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Posse Comitatus Act: What Does It Mean to Local Law Enforcement?

NCJ Number
Police Chief Volume: 71 Issue: 7 Dated: July 2004 Pages: 46-48
John W. Probst
Date Published
July 2004
3 pages
This article reviews the origin and definitions of the Posse Comitatus Act, which prohibits the use of Federal troops to enforce civilian law, as well as its impact on recent events and its present-day standing.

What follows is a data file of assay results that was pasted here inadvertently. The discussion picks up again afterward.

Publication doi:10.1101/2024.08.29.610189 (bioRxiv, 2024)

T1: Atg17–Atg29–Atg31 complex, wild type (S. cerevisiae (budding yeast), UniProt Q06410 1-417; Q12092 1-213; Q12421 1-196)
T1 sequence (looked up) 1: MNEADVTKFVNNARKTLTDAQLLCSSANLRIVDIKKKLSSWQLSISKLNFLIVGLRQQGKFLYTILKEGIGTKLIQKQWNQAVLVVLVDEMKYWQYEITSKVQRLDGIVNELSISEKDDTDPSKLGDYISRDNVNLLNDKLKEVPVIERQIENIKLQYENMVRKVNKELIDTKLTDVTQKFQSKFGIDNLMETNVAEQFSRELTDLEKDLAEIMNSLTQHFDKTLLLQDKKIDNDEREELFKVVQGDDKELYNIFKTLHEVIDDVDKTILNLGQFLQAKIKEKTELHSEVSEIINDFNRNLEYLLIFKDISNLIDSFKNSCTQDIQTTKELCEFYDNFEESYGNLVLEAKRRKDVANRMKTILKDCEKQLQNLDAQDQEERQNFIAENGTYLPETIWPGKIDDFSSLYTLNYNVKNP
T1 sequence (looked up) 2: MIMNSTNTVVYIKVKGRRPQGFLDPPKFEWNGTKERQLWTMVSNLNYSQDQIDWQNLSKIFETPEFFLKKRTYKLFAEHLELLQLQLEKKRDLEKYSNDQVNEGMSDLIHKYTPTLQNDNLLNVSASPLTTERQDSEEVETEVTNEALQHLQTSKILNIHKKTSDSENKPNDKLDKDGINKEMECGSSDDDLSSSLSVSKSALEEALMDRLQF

The original Posse Comitatus Act (PCA) was a rider to an appropriations bill approved on June 18, 1878. It prohibits the use of Federal troops to enforce civilian law "except in such cases and under such circumstances as such employment of said force may be authorized by the Constitution or by act of Congress." This qualification allowed the use of Federal forces against the 1919 rioters in Chicago, the so-called Bonus Marchers in Washington, DC in 1932, and the railroad workers who went on strike during the administration of President Truman, who temporarily nationalized the railroads under the Army Corps of Engineers. More recent implementations of the exceptions to the PCA were the 1973 standoff between Federal troops and the American Indian Movement at Wounded Knee, SD; the 1992 street riots in Los Angeles after the Rodney King verdict; the 1993 standoff with the Branch Davidians at Waco, TX; the bombing of the Federal building in Oklahoma City; and the 2001 suicide attacks on the World Trade Center and the Pentagon. These events involved the deployment of Federal troops in domestic incidents, and observers critiqued these events as involving too much or too little military involvement. Since the September 11th attacks by foreign terrorists, there is renewed interest in examining the various roles of the military in preventing and responding to various types of domestic-security incidents. The debate surrounding the rationale for and provisions of the PCA has intensified under the significant domestic threat of foreign terrorists. 8 notes